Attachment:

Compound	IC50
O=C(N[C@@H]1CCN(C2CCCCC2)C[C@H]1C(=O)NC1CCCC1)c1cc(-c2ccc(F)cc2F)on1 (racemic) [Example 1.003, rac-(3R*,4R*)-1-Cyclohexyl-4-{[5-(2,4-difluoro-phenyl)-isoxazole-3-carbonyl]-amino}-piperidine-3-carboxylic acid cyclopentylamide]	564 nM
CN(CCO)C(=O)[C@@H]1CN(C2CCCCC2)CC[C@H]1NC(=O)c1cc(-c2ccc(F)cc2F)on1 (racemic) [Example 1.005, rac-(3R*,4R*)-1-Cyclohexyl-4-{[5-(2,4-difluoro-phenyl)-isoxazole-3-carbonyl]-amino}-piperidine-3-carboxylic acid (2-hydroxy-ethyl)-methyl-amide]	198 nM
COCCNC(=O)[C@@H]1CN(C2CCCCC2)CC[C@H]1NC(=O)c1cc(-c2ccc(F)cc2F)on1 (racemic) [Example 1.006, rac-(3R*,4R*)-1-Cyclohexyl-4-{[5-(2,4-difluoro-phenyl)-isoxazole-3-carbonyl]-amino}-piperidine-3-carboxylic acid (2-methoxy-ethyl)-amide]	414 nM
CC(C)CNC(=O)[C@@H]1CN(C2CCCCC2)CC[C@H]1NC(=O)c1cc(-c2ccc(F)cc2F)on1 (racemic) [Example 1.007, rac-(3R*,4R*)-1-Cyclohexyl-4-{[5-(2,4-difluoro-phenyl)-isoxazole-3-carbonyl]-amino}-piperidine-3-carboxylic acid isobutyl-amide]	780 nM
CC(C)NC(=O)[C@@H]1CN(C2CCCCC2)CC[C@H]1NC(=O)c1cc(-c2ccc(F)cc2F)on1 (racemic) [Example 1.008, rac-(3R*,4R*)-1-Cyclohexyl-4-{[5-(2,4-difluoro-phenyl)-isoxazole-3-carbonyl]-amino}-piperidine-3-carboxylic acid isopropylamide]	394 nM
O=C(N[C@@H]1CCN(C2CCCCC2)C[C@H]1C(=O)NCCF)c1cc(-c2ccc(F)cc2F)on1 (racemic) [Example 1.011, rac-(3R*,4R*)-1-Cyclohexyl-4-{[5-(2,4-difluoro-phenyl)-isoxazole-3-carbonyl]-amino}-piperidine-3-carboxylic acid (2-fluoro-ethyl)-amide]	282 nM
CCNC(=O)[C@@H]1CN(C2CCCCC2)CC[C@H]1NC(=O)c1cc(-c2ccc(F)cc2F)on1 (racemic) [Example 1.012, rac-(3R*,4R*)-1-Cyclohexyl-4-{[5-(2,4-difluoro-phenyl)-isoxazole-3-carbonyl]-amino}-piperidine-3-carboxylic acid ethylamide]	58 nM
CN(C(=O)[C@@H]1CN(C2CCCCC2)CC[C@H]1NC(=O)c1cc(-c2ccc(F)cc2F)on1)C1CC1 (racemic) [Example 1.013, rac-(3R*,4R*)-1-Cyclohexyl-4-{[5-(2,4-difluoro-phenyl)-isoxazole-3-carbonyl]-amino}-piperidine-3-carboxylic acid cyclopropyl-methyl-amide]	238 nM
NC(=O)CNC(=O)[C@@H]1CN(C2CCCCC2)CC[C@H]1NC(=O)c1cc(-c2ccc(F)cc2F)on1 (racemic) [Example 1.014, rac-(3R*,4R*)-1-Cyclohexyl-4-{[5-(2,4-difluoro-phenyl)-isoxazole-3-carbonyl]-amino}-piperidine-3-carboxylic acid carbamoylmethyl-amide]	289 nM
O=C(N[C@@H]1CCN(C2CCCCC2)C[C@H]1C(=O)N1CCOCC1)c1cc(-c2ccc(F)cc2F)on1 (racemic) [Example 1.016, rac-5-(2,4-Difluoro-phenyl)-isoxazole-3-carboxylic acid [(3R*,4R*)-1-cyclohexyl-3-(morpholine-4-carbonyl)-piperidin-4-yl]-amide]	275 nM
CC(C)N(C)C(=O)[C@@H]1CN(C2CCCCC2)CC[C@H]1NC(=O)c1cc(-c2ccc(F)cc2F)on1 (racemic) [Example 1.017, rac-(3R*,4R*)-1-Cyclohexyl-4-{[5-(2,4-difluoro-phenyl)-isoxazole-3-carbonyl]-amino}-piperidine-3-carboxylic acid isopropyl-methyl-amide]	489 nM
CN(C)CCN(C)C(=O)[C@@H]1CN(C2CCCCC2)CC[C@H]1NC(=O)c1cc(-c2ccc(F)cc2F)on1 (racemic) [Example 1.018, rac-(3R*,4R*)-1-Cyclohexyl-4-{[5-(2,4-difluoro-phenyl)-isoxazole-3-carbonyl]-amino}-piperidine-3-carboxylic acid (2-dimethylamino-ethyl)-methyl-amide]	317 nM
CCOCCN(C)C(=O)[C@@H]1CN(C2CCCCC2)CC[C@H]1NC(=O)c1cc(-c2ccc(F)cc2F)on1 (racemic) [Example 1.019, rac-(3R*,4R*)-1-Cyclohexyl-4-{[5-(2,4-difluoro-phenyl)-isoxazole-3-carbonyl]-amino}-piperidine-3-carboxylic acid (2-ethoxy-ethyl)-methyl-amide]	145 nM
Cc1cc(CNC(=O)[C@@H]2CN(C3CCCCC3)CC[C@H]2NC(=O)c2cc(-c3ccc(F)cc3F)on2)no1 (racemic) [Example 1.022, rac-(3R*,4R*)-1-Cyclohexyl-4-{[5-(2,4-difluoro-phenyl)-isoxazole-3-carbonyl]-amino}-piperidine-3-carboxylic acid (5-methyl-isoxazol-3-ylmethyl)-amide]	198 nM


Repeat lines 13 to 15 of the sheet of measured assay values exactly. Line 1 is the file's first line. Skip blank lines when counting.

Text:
CN(C)CCN(C)C(=O)[C@@H]1CN(C2CCCCC2)CC[C@H]1NC(=O)c1cc(-c2ccc(F)cc2F)on1 (racemic) [Example 1.018, rac-(3R*,4R*)-1-Cyclohexyl-4-{[5-(2,4-difluoro-phenyl)-isoxazole-3-carbonyl]-amino}-piperidine-3-carboxylic acid (2-dimethylamino-ethyl)-methyl-amide]	317 nM
CCOCCN(C)C(=O)[C@@H]1CN(C2CCCCC2)CC[C@H]1NC(=O)c1cc(-c2ccc(F)cc2F)on1 (racemic) [Example 1.019, rac-(3R*,4R*)-1-Cyclohexyl-4-{[5-(2,4-difluoro-phenyl)-isoxazole-3-carbonyl]-amino}-piperidine-3-carboxylic acid (2-ethoxy-ethyl)-methyl-amide]	145 nM
Cc1cc(CNC(=O)[C@@H]2CN(C3CCCCC3)CC[C@H]2NC(=O)c2cc(-c3ccc(F)cc3F)on2)no1 (racemic) [Example 1.022, rac-(3R*,4R*)-1-Cyclohexyl-4-{[5-(2,4-difluoro-phenyl)-isoxazole-3-carbonyl]-amino}-piperidine-3-carboxylic acid (5-methyl-isoxazol-3-ylmethyl)-amide]	198 nM